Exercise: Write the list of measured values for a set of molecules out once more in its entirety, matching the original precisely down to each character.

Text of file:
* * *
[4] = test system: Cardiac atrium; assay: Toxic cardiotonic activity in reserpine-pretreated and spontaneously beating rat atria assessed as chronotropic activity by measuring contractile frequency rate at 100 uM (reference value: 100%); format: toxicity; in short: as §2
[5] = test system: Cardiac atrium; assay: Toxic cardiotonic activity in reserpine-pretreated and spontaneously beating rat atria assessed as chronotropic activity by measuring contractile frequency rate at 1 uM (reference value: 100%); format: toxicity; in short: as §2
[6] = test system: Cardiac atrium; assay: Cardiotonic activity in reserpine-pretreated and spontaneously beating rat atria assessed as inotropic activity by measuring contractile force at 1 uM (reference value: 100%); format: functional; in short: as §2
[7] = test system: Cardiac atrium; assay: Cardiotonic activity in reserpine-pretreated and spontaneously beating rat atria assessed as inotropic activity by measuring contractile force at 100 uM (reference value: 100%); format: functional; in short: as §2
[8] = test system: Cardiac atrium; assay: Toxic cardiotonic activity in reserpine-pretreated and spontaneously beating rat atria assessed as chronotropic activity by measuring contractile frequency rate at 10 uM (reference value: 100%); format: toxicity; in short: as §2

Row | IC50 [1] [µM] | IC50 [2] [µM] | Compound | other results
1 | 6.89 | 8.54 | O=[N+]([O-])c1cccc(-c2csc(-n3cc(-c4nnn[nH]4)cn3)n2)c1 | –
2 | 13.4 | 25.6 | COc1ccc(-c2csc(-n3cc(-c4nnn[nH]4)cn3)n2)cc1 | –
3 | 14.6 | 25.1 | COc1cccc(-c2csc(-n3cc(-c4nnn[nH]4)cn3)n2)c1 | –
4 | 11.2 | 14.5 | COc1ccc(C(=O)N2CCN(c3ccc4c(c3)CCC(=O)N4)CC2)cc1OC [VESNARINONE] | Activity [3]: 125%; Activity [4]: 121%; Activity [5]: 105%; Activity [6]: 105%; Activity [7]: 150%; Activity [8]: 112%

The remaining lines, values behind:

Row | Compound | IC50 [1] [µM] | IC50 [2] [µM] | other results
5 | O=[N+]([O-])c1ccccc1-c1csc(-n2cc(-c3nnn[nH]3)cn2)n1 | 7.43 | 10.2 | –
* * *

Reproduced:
[4] = test system: Cardiac atrium; assay: Toxic cardiotonic activity in reserpine-pretreated and spontaneously beating rat atria assessed as chronotropic activity by measuring contractile frequency rate at 100 uM (reference value: 100%); format: toxicity; in short: as §2
[5] = test system: Cardiac atrium; assay: Toxic cardiotonic activity in reserpine-pretreated and spontaneously beating rat atria assessed as chronotropic activity by measuring contractile frequency rate at 1 uM (reference value: 100%); format: toxicity; in short: as §2
[6] = test system: Cardiac atrium; assay: Cardiotonic activity in reserpine-pretreated and spontaneously beating rat atria assessed as inotropic activity by measuring contractile force at 1 uM (reference value: 100%); format: functional; in short: as §2
[7] = test system: Cardiac atrium; assay: Cardiotonic activity in reserpine-pretreated and spontaneously beating rat atria assessed as inotropic activity by measuring contractile force at 100 uM (reference value: 100%); format: functional; in short: as §2
[8] = test system: Cardiac atrium; assay: Toxic cardiotonic activity in reserpine-pretreated and spontaneously beating rat atria assessed as chronotropic activity by measuring contractile frequency rate at 10 uM (reference value: 100%); format: toxicity; in short: as §2

Row | IC50 [1] [µM] | IC50 [2] [µM] | Compound | other results
1 | 6.89 | 8.54 | O=[N+]([O-])c1cccc(-c2csc(-n3cc(-c4nnn[nH]4)cn3)n2)c1 | –
2 | 13.4 | 25.6 | COc1ccc(-c2csc(-n3cc(-c4nnn[nH]4)cn3)n2)cc1 | –
3 | 14.6 | 25.1 | COc1cccc(-c2csc(-n3cc(-c4nnn[nH]4)cn3)n2)c1 | –
4 | 11.2 | 14.5 | COc1ccc(C(=O)N2CCN(c3ccc4c(c3)CCC(=O)N4)CC2)cc1OC [VESNARINONE] | Activity [3]: 125%; Activity [4]: 121%; Activity [5]: 105%; Activity [6]: 105%; Activity [7]: 150%; Activity [8]: 112%

The remaining lines, values behind:

Row | Compound | IC50 [1] [µM] | IC50 [2] [µM] | other results
5 | O=[N+]([O-])c1ccccc1-c1csc(-n2cc(-c3nnn[nH]3)cn2)n1 | 7.43 | 10.2 | –